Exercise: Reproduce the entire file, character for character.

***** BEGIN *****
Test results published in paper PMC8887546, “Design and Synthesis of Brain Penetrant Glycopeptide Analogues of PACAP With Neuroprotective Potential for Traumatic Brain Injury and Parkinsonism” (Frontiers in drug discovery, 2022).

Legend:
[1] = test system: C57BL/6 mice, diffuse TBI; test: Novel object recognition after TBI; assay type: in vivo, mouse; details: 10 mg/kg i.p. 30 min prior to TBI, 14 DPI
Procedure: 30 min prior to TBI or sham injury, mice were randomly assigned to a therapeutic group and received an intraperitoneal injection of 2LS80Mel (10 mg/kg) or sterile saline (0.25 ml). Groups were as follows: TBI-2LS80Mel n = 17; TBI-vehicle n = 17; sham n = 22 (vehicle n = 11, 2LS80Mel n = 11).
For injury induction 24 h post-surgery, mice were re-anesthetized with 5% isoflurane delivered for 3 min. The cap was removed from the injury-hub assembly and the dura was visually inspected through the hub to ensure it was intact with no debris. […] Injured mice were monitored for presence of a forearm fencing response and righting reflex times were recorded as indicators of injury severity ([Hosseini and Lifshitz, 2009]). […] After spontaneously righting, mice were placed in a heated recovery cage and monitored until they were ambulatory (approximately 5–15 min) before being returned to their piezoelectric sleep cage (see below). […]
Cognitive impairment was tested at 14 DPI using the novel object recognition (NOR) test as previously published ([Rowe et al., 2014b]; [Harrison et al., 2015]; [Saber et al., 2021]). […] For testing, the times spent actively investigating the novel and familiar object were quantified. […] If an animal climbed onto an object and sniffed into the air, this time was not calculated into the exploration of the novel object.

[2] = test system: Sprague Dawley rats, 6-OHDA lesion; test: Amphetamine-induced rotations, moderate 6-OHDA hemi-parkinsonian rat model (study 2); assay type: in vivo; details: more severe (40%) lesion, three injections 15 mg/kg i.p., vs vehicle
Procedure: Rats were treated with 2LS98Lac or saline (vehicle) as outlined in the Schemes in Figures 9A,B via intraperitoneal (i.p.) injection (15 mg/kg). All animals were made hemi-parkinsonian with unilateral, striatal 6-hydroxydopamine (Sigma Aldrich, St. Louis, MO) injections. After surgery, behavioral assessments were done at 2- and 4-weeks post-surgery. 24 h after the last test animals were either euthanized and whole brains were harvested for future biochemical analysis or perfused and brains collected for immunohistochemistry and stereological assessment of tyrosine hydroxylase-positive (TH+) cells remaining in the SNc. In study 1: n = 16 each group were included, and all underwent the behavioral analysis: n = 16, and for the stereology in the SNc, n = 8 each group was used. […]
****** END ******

Test results published in paper PMC8887546, “Design and Synthesis of Brain Penetrant Glycopeptide Analogues of PACAP With Neuroprotective Potential for Traumatic Brain Injury and Parkinsonism” (Frontiers in drug discovery, 2022).

Legend:
[1] = test system: C57BL/6 mice, diffuse TBI; test: Novel object recognition after TBI; assay type: in vivo, mouse; details: 10 mg/kg i.p. 30 min prior to TBI, 14 DPI
Procedure: 30 min prior to TBI or sham injury, mice were randomly assigned to a therapeutic group and received an intraperitoneal injection of 2LS80Mel (10 mg/kg) or sterile saline (0.25 ml). Groups were as follows: TBI-2LS80Mel n = 17; TBI-vehicle n = 17; sham n = 22 (vehicle n = 11, 2LS80Mel n = 11).
For injury induction 24 h post-surgery, mice were re-anesthetized with 5% isoflurane delivered for 3 min. The cap was removed from the injury-hub assembly and the dura was visually inspected through the hub to ensure it was intact with no debris. […] Injured mice were monitored for presence of a forearm fencing response and righting reflex times were recorded as indicators of injury severity ([Hosseini and Lifshitz, 2009]). […] After spontaneously righting, mice were placed in a heated recovery cage and monitored until they were ambulatory (approximately 5–15 min) before being returned to their piezoelectric sleep cage (see below). […]
Cognitive impairment was tested at 14 DPI using the novel object recognition (NOR) test as previously published ([Rowe et al., 2014b]; [Harrison et al., 2015]; [Saber et al., 2021]). […] For testing, the times spent actively investigating the novel and familiar object were quantified. […] If an animal climbed onto an object and sniffed into the air, this time was not calculated into the exploration of the novel object.

[2] = test system: Sprague Dawley rats, 6-OHDA lesion; test: Amphetamine-induced rotations, moderate 6-OHDA hemi-parkinsonian rat model (study 2); assay type: in vivo; details: more severe (40%) lesion, three injections 15 mg/kg i.p., vs vehicle
Procedure: Rats were treated with 2LS98Lac or saline (vehicle) as outlined in the Schemes in Figures 9A,B via intraperitoneal (i.p.) injection (15 mg/kg). All animals were made hemi-parkinsonian with unilateral, striatal 6-hydroxydopamine (Sigma Aldrich, St. Louis, MO) injections. After surgery, behavioral assessments were done at 2- and 4-weeks post-surgery. 24 h after the last test animals were either euthanized and whole brains were harvested for future biochemical analysis or perfused and brains collected for immunohistochemistry and stereological assessment of tyrosine hydroxylase-positive (TH+) cells remaining in the SNc. In study 1: n = 16 each group were included, and all underwent the behavioral analysis: n = 16, and for the stereology in the SNc, n = 8 each group was used. […]